others have a serial port and work on any platform. We discuss here an example of this latter
kind of device. This instrument has been used for data acquisition in the first year physics lab at
UTSC for 15 years. Though very simple and inexpensive it provides an interesting and
challenging problem in programming for the ardent student of computer science.
General Description
This device (Figure AA-19) is called the “Serial Box
Interface” or SBI box for short. It is marketed by
Vernier Software for use in education. The box is
equipped with two ports (Port 1 and Port 2) each
capable of supporting two analog (0-5V) input lines,
thus making in principle for four input lines. One line
of each port is called the “Input Voltage Line”, the
other the “ID Input Line”. Which of the two lines gets
read is controlled by the DTR serial line. Normally,
with the DTR line high by default (unasserted), the
Input Voltage line is read. To read the ID Input lines
the DTR line must be set low in software (asserted).
a frame.
Technical Details
The ADC in the SBI box is a Linear Technology
LTC1290DCN, 12-bit switched-capacitor, successive
approximation type with 8 inputs and an on-chip
multiplexer. Only 4 of the 8 inputs are actually used
here.
PLD
The actual serial word formatting (as described
above) is performed by an AMD PALCE16V8H25PC/4. The firmware was programmed by Vernier
Software engineers.
Wiring
Each port on the box is equipped with a DIN-5 connector for connecting the sensors (Figure AA-20). All
Vernier sensors terminate in a DIN-5.
Figure AA-19. The SBI box showing Port 1 and Port 2.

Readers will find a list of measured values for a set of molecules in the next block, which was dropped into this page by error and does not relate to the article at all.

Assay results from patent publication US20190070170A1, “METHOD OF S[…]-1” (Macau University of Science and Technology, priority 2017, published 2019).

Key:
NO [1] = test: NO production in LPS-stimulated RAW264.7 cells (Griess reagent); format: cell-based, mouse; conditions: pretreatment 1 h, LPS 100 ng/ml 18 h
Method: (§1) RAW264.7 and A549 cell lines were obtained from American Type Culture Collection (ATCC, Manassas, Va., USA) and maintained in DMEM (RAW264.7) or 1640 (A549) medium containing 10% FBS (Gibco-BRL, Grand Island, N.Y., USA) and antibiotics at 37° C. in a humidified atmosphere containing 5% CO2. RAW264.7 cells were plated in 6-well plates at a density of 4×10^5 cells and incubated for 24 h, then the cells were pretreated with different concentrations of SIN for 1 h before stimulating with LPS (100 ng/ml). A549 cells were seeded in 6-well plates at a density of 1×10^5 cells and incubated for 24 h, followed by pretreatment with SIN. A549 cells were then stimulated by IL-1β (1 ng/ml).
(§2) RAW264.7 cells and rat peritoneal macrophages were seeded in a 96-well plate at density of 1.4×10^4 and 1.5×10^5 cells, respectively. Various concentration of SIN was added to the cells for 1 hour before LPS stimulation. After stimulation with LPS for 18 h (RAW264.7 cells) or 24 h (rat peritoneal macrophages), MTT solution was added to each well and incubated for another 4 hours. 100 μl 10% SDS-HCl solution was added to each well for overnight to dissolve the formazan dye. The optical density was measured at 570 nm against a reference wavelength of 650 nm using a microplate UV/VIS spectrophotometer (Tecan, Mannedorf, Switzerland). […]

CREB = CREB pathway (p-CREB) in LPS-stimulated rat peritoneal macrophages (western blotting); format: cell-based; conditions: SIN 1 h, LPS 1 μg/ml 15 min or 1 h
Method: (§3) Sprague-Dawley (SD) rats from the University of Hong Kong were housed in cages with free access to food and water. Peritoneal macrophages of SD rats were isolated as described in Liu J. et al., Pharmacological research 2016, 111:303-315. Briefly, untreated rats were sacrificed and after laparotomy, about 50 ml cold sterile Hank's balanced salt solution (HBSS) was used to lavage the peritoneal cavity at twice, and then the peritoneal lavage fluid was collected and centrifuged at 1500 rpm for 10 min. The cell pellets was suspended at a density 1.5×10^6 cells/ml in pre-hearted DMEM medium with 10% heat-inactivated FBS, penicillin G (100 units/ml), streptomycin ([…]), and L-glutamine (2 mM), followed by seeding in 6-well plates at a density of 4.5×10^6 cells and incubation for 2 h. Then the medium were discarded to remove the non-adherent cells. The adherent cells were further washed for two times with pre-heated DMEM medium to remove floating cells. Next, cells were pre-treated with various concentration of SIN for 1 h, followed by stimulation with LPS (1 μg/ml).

The signal on a line selected is digitized to 12-bits and
output on the serial line in two 8-bit bytes. The
operation is called word formatting. The lower six bits
of each 8-bit byte is the data sent in low-byte, highbyte order. The higher two bits of each 8-bit byte
identifies the origin of the bytes—the Input Voltage
line or the ID Input Line. Thus each data frame consists of four 8-bit bytes. Frames are sent continuously
with no special indicator of the beginning or ending of
AA-24
Figure AA-20. The pinout looking into the socket on the SBI
box.
For the Programmer
Communication
The values of the RS-232 parameters are fixed:
Baud rate:
2400 (Actual rate = 2327 bps)
Word Length: 8 bits
Parity:
none
Stop Bits:
2
Transmit Data: Must transmit all 1’s to power SBI
Specifications and Quick Starts
The data consists of 4-byte groups of the form:
(0)
(0)
(1)
(1)
(don’t
(don’t
(don’t
(don’t
care)
care)
care)
care)
D5
D11
D5
D11
D4
D10
D4
D10
D3
D9
D3
D9
D2
D8
D2
D8
D1
D7
D1
D7
D0
D6
D0
D6
A high-order bit of “0” means the byte originates from
Port 1, if “1” then Port 2. The bytes from any one port